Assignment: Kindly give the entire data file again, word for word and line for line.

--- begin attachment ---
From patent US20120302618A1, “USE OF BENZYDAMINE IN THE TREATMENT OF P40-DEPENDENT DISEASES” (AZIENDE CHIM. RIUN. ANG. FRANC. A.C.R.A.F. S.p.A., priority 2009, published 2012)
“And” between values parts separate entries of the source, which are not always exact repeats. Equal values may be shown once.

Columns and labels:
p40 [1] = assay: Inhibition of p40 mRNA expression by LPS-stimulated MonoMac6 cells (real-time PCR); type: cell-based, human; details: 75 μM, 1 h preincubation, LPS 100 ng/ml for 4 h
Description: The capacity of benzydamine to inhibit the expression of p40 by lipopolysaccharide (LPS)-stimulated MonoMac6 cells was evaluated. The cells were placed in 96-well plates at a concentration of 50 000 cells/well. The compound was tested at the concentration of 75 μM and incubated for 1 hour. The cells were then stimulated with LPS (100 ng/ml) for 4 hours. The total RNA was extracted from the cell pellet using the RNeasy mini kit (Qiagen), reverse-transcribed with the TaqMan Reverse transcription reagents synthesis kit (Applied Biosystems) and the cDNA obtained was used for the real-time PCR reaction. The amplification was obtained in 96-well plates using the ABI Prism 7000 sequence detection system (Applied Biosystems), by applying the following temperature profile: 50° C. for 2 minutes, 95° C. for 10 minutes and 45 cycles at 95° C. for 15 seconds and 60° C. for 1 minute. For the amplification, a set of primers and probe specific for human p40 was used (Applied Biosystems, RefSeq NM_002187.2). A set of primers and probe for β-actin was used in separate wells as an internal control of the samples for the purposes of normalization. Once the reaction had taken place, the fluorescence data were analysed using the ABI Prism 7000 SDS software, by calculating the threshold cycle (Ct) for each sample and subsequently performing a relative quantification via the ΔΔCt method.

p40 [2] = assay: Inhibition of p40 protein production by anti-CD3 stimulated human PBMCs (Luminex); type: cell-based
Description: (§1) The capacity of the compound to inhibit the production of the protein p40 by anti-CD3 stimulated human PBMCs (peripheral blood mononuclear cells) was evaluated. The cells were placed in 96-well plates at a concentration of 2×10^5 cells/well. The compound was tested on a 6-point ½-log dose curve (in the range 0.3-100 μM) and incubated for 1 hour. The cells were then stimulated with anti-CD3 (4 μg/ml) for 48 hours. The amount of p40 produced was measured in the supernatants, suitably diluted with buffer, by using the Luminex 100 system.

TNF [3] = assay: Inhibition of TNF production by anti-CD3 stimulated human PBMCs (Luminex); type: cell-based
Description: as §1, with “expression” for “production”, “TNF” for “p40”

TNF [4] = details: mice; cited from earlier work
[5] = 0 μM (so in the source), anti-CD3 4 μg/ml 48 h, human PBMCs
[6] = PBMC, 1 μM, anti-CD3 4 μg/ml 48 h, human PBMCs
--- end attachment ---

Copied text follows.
From patent US20120302618A1, “USE OF BENZYDAMINE IN THE TREATMENT OF P40-DEPENDENT DISEASES” (AZIENDE CHIM. RIUN. ANG. FRANC. A.C.R.A.F. S.p.A., priority 2009, published 2012)
“And” between values parts separate entries of the source, which are not always exact repeats. Equal values may be shown once.

Columns and labels:
p40 [1] = assay: Inhibition of p40 mRNA expression by LPS-stimulated MonoMac6 cells (real-time PCR); type: cell-based, human; details: 75 μM, 1 h preincubation, LPS 100 ng/ml for 4 h
Description: The capacity of benzydamine to inhibit the expression of p40 by lipopolysaccharide (LPS)-stimulated MonoMac6 cells was evaluated. The cells were placed in 96-well plates at a concentration of 50 000 cells/well. The compound was tested at the concentration of 75 μM and incubated for 1 hour. The cells were then stimulated with LPS (100 ng/ml) for 4 hours. The total RNA was extracted from the cell pellet using the RNeasy mini kit (Qiagen), reverse-transcribed with the TaqMan Reverse transcription reagents synthesis kit (Applied Biosystems) and the cDNA obtained was used for the real-time PCR reaction. The amplification was obtained in 96-well plates using the ABI Prism 7000 sequence detection system (Applied Biosystems), by applying the following temperature profile: 50° C. for 2 minutes, 95° C. for 10 minutes and 45 cycles at 95° C. for 15 seconds and 60° C. for 1 minute. For the amplification, a set of primers and probe specific for human p40 was used (Applied Biosystems, RefSeq NM_002187.2). A set of primers and probe for β-actin was used in separate wells as an internal control of the samples for the purposes of normalization. Once the reaction had taken place, the fluorescence data were analysed using the ABI Prism 7000 SDS software, by calculating the threshold cycle (Ct) for each sample and subsequently performing a relative quantification via the ΔΔCt method.

p40 [2] = assay: Inhibition of p40 protein production by anti-CD3 stimulated human PBMCs (Luminex); type: cell-based
Description: (§1) The capacity of the compound to inhibit the production of the protein p40 by anti-CD3 stimulated human PBMCs (peripheral blood mononuclear cells) was evaluated. The cells were placed in 96-well plates at a concentration of 2×10^5 cells/well. The compound was tested on a 6-point ½-log dose curve (in the range 0.3-100 μM) and incubated for 1 hour. The cells were then stimulated with anti-CD3 (4 μg/ml) for 48 hours. The amount of p40 produced was measured in the supernatants, suitably diluted with buffer, by using the Luminex 100 system.

TNF [3] = assay: Inhibition of TNF production by anti-CD3 stimulated human PBMCs (Luminex); type: cell-based
Description: as §1, with “expression” for “production”, “TNF” for “p40”

TNF [4] = details: mice; cited from earlier work
[5] = 0 μM (so in the source), anti-CD3 4 μg/ml 48 h, human PBMCs
[6] = PBMC, 1 μM, anti-CD3 4 μg/ml 48 h, human PBMCs